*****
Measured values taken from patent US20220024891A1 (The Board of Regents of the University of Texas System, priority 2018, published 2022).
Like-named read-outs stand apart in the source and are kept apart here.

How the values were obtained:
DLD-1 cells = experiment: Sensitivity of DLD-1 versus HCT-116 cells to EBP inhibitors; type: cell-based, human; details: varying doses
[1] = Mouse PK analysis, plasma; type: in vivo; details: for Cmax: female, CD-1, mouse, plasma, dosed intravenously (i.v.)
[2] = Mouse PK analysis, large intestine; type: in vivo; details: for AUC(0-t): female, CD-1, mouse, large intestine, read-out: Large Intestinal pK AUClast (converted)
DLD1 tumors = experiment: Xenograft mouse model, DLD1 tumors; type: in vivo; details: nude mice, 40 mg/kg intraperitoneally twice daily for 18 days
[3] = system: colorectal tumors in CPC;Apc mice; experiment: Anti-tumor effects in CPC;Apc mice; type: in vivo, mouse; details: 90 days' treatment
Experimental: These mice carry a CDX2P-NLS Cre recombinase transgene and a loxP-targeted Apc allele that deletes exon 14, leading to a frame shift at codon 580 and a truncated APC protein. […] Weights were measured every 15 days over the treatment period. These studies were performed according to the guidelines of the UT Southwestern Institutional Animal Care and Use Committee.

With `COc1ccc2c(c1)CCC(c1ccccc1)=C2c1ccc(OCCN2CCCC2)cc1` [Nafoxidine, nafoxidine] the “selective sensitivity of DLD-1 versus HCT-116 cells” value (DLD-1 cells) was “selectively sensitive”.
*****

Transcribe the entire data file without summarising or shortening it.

Measured values taken from patent US20220024891A1 (The Board of Regents of the University of Texas System, priority 2018, published 2022).
Like-named read-outs stand apart in the source and are kept apart here.

How the values were obtained:
DLD-1 cells = experiment: Sensitivity of DLD-1 versus HCT-116 cells to EBP inhibitors; type: cell-based, human; details: varying doses
[1] = Mouse PK analysis, plasma; type: in vivo; details: for Cmax: female, CD-1, mouse, plasma, dosed intravenously (i.v.)
[2] = Mouse PK analysis, large intestine; type: in vivo; details: for AUC(0-t): female, CD-1, mouse, large intestine, read-out: Large Intestinal pK AUClast (converted)
DLD1 tumors = experiment: Xenograft mouse model, DLD1 tumors; type: in vivo; details: nude mice, 40 mg/kg intraperitoneally twice daily for 18 days
[3] = system: colorectal tumors in CPC;Apc mice; experiment: Anti-tumor effects in CPC;Apc mice; type: in vivo, mouse; details: 90 days' treatment
Experimental: These mice carry a CDX2P-NLS Cre recombinase transgene and a loxP-targeted Apc allele that deletes exon 14, leading to a frame shift at codon 580 and a truncated APC protein. […] Weights were measured every 15 days over the treatment period. These studies were performed according to the guidelines of the UT Southwestern Institutional Animal Care and Use Committee.

With `COc1ccc2c(c1)CCC(c1ccccc1)=C2c1ccc(OCCN2CCCC2)cc1` [Nafoxidine, nafoxidine] the “selective sensitivity of DLD-1 versus HCT-116 cells” value (DLD-1 cells) was “selectively sensitive”.